Orchard Creek Band: Vibrant, Diverse & Making their Mark


Orchard Creek Band: Making Their Mark

by Shelby C. Berry

Vibrant and diverse like the rest of Colorado’s bluegrass scene, Orchard Creek Band’s powerhouse ensemble emerged by blending the best of traditional bluegrass and contemporary with other genres for a sound all their own.

This group of committed Colorado musicians—Dave Richardson on banjo, Keith Murdock on dobro, Jan Springer on guitar, Kevin Slick on mandolin, and Roz Weller on bass—found themselves coming together and enjoying local bluegrass jams in Boulder, Colorado.

The Colorado bluegrass jam scene pre-pandemic was the place to be if you are a bluegrass musician.

“Any given night of the week, there would be at least two or three jam sessions happening at local coffee shops or other areas,” said Kevin.

With all band members having roots in musical hotbed cities such as Nashville, the Appalachians, and Pennsylvania, they come together with a wide and varied background of expertise blending traditional and contemporary with gospel, jazz, and original concepts.

Persevering through 2020, which Kevin refers to as the band’s ghost year, they are fired up and ready to see what happens next.

During this “ghost year,” when performing was all but impossible, the members of Orchard Creek Band spent time writing original music. Out of that, something beautiful happened – they released their debut project earlier this year.

Titled Walk in the Woods, this six-track EP includes both original and classic bluegrass music. Jan, Dave, and Keith handled things in the songwriting department, and they shared incredibly personal moments in their lyrics.

Keith’s “Dyin’ Town” is a sad dedication to his wife’s once beautiful, thriving hometown that descended into deserted storefronts and weeds growing through sidewalk cracks.

Much of the Colorado bluegrass scene is different than what you would think of in bluegrass music, with artists bringing a variety of influences from various genres to their sound. Orchard Creek Band is no different – even more so, you’d say.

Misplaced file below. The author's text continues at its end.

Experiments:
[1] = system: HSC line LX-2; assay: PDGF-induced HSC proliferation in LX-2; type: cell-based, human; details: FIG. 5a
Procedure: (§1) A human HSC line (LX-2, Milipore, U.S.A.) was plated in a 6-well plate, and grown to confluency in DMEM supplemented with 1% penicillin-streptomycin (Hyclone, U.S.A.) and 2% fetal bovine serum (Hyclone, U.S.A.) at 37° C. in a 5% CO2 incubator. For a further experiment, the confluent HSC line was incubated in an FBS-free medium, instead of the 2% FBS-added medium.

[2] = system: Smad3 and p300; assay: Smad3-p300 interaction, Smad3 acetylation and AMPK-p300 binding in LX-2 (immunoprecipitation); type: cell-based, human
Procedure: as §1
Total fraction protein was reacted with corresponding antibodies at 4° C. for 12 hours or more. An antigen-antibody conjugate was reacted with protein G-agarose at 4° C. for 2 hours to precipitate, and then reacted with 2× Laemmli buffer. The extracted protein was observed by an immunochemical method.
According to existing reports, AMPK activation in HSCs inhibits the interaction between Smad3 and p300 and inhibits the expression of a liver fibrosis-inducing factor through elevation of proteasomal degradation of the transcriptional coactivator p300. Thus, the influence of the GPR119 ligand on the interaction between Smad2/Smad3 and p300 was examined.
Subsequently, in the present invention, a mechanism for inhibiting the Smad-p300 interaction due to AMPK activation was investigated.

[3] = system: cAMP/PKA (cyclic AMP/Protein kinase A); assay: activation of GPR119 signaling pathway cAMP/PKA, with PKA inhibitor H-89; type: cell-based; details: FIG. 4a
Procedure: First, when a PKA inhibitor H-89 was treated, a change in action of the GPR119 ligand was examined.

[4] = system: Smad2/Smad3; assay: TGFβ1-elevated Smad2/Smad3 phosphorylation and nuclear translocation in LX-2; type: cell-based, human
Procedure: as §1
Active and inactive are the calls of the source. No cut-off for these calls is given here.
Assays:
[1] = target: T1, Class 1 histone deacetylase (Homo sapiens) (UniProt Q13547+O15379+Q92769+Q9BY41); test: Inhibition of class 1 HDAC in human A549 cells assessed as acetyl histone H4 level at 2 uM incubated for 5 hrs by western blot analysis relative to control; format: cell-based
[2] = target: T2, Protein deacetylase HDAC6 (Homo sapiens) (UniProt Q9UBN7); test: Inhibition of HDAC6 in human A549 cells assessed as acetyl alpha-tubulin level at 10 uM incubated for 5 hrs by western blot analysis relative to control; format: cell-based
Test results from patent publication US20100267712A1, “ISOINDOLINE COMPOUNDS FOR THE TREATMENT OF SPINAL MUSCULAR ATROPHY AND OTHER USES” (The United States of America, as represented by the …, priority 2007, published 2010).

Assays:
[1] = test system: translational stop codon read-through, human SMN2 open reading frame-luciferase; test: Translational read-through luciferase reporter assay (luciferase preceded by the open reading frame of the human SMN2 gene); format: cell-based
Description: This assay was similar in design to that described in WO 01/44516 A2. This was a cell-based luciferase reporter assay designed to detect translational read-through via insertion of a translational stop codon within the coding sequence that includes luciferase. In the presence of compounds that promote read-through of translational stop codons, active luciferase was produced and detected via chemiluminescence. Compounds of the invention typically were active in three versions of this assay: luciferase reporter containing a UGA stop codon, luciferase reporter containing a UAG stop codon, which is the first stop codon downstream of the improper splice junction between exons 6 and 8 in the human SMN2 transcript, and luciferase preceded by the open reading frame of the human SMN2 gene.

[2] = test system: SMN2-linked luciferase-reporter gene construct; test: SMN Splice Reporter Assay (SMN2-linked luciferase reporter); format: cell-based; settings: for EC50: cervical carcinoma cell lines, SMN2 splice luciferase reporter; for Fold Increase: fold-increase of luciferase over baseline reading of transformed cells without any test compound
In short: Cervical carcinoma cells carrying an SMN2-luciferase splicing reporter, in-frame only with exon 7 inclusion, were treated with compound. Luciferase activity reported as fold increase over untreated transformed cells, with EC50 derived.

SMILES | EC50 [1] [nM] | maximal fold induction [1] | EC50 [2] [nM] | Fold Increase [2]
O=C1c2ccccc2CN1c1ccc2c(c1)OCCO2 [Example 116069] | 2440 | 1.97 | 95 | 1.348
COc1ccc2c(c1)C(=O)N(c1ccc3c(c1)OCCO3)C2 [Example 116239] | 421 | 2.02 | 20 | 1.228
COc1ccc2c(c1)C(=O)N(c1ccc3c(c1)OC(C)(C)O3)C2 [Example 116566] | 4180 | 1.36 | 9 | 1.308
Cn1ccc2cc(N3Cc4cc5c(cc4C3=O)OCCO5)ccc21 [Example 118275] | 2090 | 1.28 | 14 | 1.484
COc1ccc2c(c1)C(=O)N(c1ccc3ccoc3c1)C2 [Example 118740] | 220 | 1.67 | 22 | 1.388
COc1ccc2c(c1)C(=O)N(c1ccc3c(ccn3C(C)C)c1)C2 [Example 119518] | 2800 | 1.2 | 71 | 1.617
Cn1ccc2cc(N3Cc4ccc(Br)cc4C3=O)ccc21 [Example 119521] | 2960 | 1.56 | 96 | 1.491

“We are aware of a lot of different types of music,” said Kevin. “We know a wide range of stuff, and we bring things that make our music much richer. Any music that survives over time will diversify.”

Instead of focusing on the traditional sound of Bill Monroe, the band found inspiration in artists like James Taylor and The Carter Family. It then merged folk, Americana, bluegrass, and country into the distinct sound of Orchard Creek.

“Jan’s favorite song of ours is Walk in the Woods, and it has no banjo. That’s almost sacrilegious in bluegrass music,” said Kevin. “She uses two different capos for the sound and vibe, and it’s the same sound that comes from artists like James Taylor or John Denver. I love that people are more open to that sort of thing. We’re bringing our own sort of ideas there.”

As things in the music industry begin opening back up, the members of Orchard Creek Band are excited to get back to performing live for the people that enjoy it most, both locally and across the country.

While Orchard Creek Band’s sound may stray a bit from traditional bluegrass, the way they perform doesn’t. Standing in a semi-circle facing one another around one microphone, these musicians strip down the bells and whistles to give their fans the performances they love.

“It’s a very bluegrass vibe. It made us listen better and listen to what the guy next to you is doing. You’re playing off that. Dave and I engage in a fair amount of mischief this way,” laughed Kevin.

Orchard Creek Band plans to continue songwriting and push for originality by becoming more involved in the songwriting portion of IBMA so they will be known for more than music.

“I played rock music full time in the ’90s, and now I’m the only one in our band still working. I see this band making its mark in a kinder, gentler way,” said Kevin.